Eddie the Eagle still carrying torch for underdogs

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WINNIPEG, Manitoba (Reuters) - Plucky ski jumper Eddie "the Eagle" Edwards who soared to fame at the 1988 Calgary Winter Games was back in Canada on Thursday, taking part in the 2010 Vancouver Olympics relay still carrying the torch for underdogs everywhere.

The British plasterer who endeared himself to fans around the world as he chased an unlikely dream, was once again greeted by wild cheers as he held high the Olympic torch during a bitterly cold early morning run.

"It's not quite the same as doing the ski jumping in Calgary 22 years ago but it is still nice to come back and be part of the whole Olympic dream," Edwards told reporters in Winnipeg, Manitoba.

The Eagle landed back in Canada after being invited by the Canadian Olympic Committee to participate in the 45,000-km (28,000-mile) torch relay that is twisting its way across the country toward the opening ceremony in Vancouver on February 12.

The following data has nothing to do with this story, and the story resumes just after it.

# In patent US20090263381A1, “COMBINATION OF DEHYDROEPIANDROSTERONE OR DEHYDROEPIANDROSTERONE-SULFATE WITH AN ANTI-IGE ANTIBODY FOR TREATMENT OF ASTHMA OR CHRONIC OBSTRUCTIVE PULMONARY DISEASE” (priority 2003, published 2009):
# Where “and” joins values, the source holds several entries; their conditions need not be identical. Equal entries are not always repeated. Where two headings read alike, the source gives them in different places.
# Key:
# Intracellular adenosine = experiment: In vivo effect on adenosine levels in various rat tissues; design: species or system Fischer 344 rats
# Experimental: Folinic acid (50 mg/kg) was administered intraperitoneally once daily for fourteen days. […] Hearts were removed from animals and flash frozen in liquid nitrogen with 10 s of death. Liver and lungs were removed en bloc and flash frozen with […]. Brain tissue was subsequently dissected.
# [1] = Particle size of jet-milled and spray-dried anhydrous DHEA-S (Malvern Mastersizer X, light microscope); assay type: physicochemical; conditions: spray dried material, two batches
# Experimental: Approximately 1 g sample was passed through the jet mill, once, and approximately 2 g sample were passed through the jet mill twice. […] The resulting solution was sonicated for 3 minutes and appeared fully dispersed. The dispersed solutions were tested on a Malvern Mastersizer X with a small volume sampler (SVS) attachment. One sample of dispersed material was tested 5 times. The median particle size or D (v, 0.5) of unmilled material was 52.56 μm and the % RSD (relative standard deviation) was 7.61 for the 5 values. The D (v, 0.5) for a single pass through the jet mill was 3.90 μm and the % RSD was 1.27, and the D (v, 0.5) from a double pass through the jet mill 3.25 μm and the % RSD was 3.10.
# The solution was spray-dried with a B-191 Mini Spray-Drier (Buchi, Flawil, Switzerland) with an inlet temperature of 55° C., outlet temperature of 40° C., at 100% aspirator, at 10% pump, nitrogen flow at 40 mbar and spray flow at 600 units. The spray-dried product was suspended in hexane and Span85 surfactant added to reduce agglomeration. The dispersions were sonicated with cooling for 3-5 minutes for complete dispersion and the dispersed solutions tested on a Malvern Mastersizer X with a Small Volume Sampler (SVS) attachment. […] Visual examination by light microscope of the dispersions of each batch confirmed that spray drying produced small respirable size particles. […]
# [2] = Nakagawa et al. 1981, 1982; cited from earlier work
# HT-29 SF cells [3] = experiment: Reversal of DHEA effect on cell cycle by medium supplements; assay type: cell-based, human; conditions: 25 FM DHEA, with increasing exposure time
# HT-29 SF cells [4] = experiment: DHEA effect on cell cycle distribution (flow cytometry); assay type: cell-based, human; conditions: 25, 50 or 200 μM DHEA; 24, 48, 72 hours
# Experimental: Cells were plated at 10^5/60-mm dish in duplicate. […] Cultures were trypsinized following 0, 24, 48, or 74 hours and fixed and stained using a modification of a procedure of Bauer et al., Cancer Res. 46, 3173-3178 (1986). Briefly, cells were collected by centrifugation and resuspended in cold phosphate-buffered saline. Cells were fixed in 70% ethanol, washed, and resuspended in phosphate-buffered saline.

It was 22 years ago that millions of curious sports fans held their collective breath as the near-sighted Briton with the thick glasses flung himself off the ski jump with his arms flailing.

Edwards finished last but won the hearts and imagination of the sporting world for his spirit and determination.

His performance also caught the attention of the International Olympic Committee (IOC), which later tightened qualification standards ruling out the chance of ever seeing the likes of an Eddie the Eagle on an Olympic ski jumping hill ever again.

Edwards returned to Canada just after a coalition of women ski jumpers lost their court bid to be allowed to compete in the Olympics, where ski jumping remains a male-only sport.

"If you are in your sport for your country, you should be able to go to the Olympic Games and represent your sport for your country bringing people together in the interests of sport," said Edwards, still battling for the rights of the underdogs.

"It's a fantastic Olympic ideal and I uphold it as much as I can.."

(Editing by Sonia Oxley)